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International AIDS Conference Expected to Stress Patient Care - 2002-07-01


With no cure or vaccine available for AIDS, many non-governmental organizations are stressing better care for the estimated 40 million people infected with HIV, the AIDS virus. The NGOs will make their case at the 14th International AIDS Conference that begins July 7 in Barcelona, Spain.

Many non-governmental organizations are on the frontlines in the battle against the AIDS pandemic. They have been actively lobbying donor nations for more funds so prevention and treatment programs can be provided in the developing world. They complain that most of the donor funding has gone to prevention programs with little going to those living with HIV.

Richard Burzynski is the head of the International AIDS Services Organization (ICASO) which represents many non-governmental organizations. He says the lack of a cure or a vaccine is no excuse to allow millions of people to suffer.

He says he hopes the 14th International AIDS Conference, known as AIDS 2002, will build on the success of the last conference in Durban, South Africa. "What Durban did pronounce and bring to [the] front and center of [everyone's] agenda is that it is not acceptable to have so few people having access to so many drugs - to so many treatments, to so many medications that are saving lives and improving the quality of people living with HIV in so much of the developed world," Mr. Burzynski said.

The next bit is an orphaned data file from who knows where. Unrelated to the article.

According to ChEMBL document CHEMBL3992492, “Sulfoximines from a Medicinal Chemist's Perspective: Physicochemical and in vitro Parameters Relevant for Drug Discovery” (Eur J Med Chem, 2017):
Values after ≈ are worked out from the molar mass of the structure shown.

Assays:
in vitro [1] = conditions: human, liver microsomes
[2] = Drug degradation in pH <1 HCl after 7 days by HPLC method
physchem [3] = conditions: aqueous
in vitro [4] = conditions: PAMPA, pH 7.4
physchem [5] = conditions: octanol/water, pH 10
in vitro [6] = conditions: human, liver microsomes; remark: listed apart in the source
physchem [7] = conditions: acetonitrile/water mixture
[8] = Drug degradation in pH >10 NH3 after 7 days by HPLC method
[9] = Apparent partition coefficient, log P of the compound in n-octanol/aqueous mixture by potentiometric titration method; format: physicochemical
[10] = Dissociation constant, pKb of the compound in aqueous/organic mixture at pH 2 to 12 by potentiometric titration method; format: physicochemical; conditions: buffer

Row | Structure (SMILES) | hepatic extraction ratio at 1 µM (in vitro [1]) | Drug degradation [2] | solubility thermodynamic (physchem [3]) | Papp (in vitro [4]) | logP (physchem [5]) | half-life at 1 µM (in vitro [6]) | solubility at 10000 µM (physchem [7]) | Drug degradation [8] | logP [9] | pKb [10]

The theme of the latest conference is "Knowledge and Commitment for Action," and Mr. Burzynski would like to see the emphasis on action. "You are going to see this conference with a very strong advocacy message from so many people saying that it is no longer good enough for us to say we are going to do something," he said. "We want to see some of those action plans."

Since the 13th International AIDS Conference in Durban two years ago, the U.N. General Assembly has held a special session on HIV/AIDS, and a new organization has been created to help fight the disease - The Global Fund to Fight AIDS, Tuberculosis, and Malaria.

"Many people now recognize that, you know, it is going to take the NGO's," Mr Burzynski added. "It is going to take more government action and it is going to take more private sector involvement in order for us to have the kind of response concomitant [associated] with the type of problem that is in front of us."

AIDS 2002 runs from July 7-12. In 2004, the conference will move from the West to the East, when it will be held in Thailand. Many health experts predict the AIDS pandemic is about to explode in Asia, especially in India, China, and Russia.

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